A landmark decision to determine the future of Brookhaven’s parks for the next 30 years happens Nov. 6 when voters cast their ballots on a proposed $40 million parks bond.

Signs popping up in yards, a protest paper being thrown on lawns, an “education” booth at an arts festival and an anti-bond website — all those voices and more are joining the debate on the crucial vote.

Parks and Recreation Director Brian Borden, right, discusses the parks bond with a resident at the recent Brookhaven Arts Festival. (Dyana Bagby)

Joseph Knippenberg, a professor of politics at Oglethorpe University who is a longtime Brookhaven resident, says the bond vote shows the city’s “ambition” and is a test for its leadership.

“Brookhaven … wants to make a name for itself,” he said, and funding state-of-the-art parks is one way to set the city apart from others in metro Atlanta.

Knippenberg said a defeat of the referendum would not damage what attracts people to the city — primarily its location and amenities — but it would send a “big vote of no-confidence in city leadership.”

“It would certainly be a blow to the civic leadership and government and there would need to be serious repair work,” he said. “And it would make the city think twice about taking on any big initiatives in the future.”

A Yes Brookhaven Parks Bond sign near Windsor Parkway. (Dyana Bagby)

If approved, the parks bond would fund several parks master plan projects: Ashford Park, $1.94 million; Blackburn Park, $1.3 million; Briarwood Park, $7 million; Brookhaven Park, $6 million; Lynwood Park, $11 million; Murphey Candler Park, $8.98 million.; and systemwide funding for security, maintenance and invasive plant removal, among other things, $3.47 million.

As Election Day nears, the players in the campaign are rushing to get their message out. They include a well-funded pro-parks bond group headed up by a former mayor and former interim city manager; opposition bubbling up from a handful of parks advocates; and a city-led parks “education” blitz. (Cities are prohibited from attempting to influence an election and cannot directly advocate for ballot questions.)

Four of the five members of the Parks and Recreation Coalition of Brookhaven who served on an ad hoc “funding task force” that helped create the proposed $40 million parks bond are now opposing it.

They decided to reverse their previous neutral stance in response to the Yes for Brookhaven Parks group headed up by former mayor Rebecca Chase Williams and former interim city manager J.D. Clockadale.

“PARC of Brookhaven has determined that it is imperative to change our position from neutral information source to advocate for a ‘no’ vote on the upcoming potential bond,” PARC Chair Sue Binkert said in an Oct. 16 statement.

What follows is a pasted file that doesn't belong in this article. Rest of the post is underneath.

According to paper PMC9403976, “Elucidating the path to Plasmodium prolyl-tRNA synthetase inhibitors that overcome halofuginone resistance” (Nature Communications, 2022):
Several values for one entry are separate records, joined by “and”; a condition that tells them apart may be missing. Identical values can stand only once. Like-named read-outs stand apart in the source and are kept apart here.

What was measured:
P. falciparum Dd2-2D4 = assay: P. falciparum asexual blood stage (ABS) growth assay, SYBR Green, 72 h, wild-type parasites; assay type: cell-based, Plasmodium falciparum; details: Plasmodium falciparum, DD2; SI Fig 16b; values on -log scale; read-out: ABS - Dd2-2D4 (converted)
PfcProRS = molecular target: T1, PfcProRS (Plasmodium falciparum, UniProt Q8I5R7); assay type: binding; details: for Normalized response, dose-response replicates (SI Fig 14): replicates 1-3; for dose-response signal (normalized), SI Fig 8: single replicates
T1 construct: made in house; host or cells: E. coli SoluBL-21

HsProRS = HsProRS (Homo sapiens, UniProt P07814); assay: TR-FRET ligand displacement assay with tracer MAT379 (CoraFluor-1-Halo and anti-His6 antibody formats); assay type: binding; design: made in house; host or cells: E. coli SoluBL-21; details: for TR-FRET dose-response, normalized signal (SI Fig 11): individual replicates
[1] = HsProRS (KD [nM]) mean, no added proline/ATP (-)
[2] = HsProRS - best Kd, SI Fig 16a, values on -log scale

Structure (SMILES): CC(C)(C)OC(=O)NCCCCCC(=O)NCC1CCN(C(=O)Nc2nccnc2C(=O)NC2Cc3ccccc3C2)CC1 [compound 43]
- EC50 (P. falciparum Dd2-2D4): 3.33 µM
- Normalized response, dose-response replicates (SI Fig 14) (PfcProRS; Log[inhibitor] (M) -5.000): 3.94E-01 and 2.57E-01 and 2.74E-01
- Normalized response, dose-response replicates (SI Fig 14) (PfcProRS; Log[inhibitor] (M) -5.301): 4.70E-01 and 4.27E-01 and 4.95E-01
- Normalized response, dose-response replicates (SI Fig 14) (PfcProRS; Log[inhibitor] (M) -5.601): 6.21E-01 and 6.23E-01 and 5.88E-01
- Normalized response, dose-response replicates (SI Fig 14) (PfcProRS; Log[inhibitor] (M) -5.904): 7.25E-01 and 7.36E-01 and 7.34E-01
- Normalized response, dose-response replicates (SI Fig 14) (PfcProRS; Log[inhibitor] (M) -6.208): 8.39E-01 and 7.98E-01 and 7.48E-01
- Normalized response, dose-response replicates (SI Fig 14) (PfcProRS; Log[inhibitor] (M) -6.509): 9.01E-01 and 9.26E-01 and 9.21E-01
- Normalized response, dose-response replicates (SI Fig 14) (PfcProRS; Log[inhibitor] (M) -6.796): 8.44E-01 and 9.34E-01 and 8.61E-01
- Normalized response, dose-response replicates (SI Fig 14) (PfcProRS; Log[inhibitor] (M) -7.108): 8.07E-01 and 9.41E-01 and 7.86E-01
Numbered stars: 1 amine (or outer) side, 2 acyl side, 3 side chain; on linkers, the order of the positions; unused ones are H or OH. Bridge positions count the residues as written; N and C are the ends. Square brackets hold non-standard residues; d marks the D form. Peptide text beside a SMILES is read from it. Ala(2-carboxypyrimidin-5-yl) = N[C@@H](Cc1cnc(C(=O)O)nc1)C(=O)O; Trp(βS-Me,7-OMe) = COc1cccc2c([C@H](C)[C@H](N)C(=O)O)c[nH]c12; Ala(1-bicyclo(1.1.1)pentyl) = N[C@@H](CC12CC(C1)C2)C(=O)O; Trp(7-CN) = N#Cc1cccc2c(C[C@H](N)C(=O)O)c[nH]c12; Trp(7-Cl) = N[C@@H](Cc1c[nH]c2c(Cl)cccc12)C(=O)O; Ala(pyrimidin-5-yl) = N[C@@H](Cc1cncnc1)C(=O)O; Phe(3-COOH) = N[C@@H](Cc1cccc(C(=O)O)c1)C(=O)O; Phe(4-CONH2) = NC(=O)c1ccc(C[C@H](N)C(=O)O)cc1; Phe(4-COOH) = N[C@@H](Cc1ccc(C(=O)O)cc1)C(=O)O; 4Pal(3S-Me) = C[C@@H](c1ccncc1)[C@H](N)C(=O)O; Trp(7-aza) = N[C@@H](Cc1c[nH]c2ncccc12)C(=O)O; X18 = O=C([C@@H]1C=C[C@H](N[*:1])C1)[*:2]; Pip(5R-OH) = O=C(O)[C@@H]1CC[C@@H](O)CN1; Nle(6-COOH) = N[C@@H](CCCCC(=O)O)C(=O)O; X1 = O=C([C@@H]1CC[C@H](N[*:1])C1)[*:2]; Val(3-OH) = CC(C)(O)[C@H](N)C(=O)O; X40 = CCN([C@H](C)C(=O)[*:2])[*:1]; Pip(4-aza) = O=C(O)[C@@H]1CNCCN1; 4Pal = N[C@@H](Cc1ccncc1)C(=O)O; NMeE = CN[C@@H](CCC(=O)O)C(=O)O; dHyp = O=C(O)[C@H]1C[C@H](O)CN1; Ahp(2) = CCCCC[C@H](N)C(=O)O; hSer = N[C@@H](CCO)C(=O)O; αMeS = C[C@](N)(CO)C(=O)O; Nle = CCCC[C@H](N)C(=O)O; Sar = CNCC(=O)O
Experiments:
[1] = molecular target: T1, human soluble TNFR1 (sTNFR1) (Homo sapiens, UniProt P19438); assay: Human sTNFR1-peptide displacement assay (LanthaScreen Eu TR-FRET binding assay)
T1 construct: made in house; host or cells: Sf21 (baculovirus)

Williams said she was “surprised and saddened” to hear some PARC of Brookhaven members are now publicly opposing the parks bond.

“But I respect their opinion. They have been in the trenches a long time,” she said.

A sign in a resident’s yard on Osborne Road urges voters to vote no on the parks bond. (Dyana Bagby)

The four members are Binkert, Terrell Carstens, Greg Trinkle and Steve Peters. The fifth member of the funding task force declined to take a public stance, Peters said.

Carstens represents Clack’s Corner and Briarwood Park. Trinkle is president of the Briarwood Park Conservancy. Peters is volunteer coordinator of the Murphey Candler Park Conservancy.

Peters explained the public PARC opposition was coming from just the four from the task force and no vote was taken of the wider coalition. He added his own conservancy, the Murphey Candler Park Conservancy, is supporting the parks bond.

Two recent editions of the free community paper “a: Times News” label the parks bond the “Brookhaven Bamboozle” and warns that passage of the bond means to “give into the control of our Brookhaven government.”

A writer of one story in the paper attacks the city’s decision to include a “lazy river” at Lynwood Park — described as a “magical mote [sic].”

Included in the proposed $11 million for Lynwood Park is a $3.25 million lap pool and “lazy river.” A lazy river is a shallow pool that flows like a river in a loop. The PARC members oppose the addition of the “lazy river” because it was not part of the parks master plan approved two years ago.

A city spokesperson said when consultant GreenbergFarrow began designing Lynwood Park following the public master plan process, they realized not all the approved amenities, like the basketball and tennis courts, could be added while also preserving historic and heritage structures. The lazy river was added as a “compromise to remain in the spirit of the master plan,” the spokesperson said.